The Womb of Abandonment

Feather on the Breath of God



Since I posted a piece last week entitled, “Feather on the Breath of God,” the spiritual practice of abandonment has dogged me down the labyrinthine ways of my consciousness, unrelenting in its insistence that I stop and listen.  So here I am, living with the metaphors of god as the air we breathe or the feather on the air free-falling into the womb of abandonment.

I concede that much of my poetry comes from a place out of my control.  Sometimes the words just tumble out and I catch my breath when I see what I have written.  That’s when I know that a phrase bears more deep reflection and prayer because there’s a lesson in it for me, and perhaps for you.  Often these phrases are currents of the Spirit wakening us to connections perched on the threshold of possibility.

The phrase, “womb of abandonment” haunts me this week.  A womb is the liminal place of development.  In it we can hunker down and pay attention to our growth.  The womb protects us. But here’s the paradox:  the spiritual practice of abandonment demands scarcity before abundance.  We gain abundance by letting go.  Why would someone choose to undertake the free-fall into this womb if it means letting go of attachments that keep us from experiencing the abundance of divine life?  Because if god is the floating feather, we become divine in the process of falling.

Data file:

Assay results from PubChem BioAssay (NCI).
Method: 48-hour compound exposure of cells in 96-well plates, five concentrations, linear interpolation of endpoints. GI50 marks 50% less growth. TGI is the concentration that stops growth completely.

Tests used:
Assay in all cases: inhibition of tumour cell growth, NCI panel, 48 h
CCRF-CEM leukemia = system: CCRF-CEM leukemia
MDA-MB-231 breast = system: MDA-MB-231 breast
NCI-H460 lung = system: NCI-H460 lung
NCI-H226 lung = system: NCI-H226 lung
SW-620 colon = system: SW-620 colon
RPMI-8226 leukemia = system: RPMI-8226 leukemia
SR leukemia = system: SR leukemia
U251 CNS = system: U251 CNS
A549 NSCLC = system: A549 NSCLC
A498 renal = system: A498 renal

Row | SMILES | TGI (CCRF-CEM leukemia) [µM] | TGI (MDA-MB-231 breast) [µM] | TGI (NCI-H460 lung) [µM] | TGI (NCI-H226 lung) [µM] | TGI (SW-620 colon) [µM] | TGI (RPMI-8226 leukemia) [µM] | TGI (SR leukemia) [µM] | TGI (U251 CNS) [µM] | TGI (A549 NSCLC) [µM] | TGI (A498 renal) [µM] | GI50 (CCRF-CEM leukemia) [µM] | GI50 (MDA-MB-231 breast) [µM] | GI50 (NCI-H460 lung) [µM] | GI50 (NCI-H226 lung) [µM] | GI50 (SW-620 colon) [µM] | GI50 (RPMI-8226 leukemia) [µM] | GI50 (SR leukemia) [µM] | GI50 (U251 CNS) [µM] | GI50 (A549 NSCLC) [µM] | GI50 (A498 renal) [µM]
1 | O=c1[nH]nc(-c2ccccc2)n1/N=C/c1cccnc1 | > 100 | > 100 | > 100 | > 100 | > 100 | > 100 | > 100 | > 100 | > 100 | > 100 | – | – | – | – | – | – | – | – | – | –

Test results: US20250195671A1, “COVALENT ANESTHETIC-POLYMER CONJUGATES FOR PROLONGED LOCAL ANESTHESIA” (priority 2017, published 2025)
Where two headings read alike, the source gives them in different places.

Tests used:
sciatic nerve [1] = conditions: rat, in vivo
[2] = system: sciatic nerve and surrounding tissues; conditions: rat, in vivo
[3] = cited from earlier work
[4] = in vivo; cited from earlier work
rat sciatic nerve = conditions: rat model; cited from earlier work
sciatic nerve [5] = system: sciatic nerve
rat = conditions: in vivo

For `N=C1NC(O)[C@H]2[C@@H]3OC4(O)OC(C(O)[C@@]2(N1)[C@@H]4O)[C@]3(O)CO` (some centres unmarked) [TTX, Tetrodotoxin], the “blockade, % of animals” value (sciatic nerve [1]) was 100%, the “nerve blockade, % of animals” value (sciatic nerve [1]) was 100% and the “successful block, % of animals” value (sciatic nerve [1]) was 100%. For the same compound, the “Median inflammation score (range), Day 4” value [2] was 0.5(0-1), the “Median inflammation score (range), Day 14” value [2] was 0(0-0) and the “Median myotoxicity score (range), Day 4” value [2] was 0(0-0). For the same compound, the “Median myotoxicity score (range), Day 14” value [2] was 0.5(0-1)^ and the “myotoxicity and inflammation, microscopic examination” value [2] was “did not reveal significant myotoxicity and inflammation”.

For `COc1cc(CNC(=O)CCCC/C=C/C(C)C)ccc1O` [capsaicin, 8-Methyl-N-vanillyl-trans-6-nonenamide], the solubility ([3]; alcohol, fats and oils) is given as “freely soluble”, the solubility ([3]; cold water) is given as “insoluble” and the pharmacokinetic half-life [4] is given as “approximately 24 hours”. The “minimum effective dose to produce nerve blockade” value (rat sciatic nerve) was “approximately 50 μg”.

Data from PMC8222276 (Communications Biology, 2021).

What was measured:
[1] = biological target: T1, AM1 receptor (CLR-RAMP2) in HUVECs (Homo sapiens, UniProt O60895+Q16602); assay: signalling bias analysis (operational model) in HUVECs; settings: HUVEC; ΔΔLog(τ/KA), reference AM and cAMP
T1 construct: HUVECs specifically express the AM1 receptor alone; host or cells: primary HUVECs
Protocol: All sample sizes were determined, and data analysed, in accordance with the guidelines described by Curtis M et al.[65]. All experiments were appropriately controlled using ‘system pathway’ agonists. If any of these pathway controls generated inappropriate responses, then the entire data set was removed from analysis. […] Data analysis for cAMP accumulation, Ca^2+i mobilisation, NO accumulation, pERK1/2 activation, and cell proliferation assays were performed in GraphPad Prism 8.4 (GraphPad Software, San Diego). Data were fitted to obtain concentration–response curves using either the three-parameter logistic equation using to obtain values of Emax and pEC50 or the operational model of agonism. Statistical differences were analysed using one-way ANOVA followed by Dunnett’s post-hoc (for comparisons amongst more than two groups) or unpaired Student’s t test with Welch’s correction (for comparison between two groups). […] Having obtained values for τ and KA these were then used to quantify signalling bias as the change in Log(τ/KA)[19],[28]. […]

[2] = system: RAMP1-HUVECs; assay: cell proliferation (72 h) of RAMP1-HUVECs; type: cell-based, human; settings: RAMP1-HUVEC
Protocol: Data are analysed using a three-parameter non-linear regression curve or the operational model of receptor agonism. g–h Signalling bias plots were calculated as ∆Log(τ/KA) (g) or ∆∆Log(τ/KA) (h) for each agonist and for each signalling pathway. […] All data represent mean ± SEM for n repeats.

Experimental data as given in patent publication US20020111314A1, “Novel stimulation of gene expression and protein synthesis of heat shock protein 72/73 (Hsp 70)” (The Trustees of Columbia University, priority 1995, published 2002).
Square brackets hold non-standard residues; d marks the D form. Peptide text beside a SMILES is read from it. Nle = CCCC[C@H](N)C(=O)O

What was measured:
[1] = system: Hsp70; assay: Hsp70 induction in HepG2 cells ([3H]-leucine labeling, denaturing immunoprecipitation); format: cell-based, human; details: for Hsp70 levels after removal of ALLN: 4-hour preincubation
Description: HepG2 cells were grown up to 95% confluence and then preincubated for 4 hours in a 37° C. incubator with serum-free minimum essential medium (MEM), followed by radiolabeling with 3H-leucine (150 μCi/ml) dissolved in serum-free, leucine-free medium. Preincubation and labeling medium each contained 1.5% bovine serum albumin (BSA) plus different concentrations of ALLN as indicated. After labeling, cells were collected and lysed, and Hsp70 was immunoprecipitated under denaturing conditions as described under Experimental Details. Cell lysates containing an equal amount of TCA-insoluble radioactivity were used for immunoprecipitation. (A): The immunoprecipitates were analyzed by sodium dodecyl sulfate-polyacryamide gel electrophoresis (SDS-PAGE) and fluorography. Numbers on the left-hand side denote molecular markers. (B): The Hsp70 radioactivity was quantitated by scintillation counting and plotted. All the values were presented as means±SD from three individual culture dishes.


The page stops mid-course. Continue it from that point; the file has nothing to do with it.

I choose the free-fall because life in abundance is a life lived freely.  Those rare moments of freedom from ego-clamoring are worth the agony of letting go.  Like a free-fall jumper high on adrenaline, I am addicted to the adrenaline rush of grace every time I dare to jump into the womb of abandonment.

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